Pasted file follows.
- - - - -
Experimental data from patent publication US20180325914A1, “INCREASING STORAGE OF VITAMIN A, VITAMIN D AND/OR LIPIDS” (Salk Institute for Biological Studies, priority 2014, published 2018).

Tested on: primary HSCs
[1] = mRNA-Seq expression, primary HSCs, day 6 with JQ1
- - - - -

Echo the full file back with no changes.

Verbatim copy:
Experimental data from patent publication US20180325914A1, “INCREASING STORAGE OF VITAMIN A, VITAMIN D AND/OR LIPIDS” (Salk Institute for Biological Studies, priority 2014, published 2018).

Tested on: primary HSCs
[1] = mRNA-Seq expression, primary HSCs, day 6 with JQ1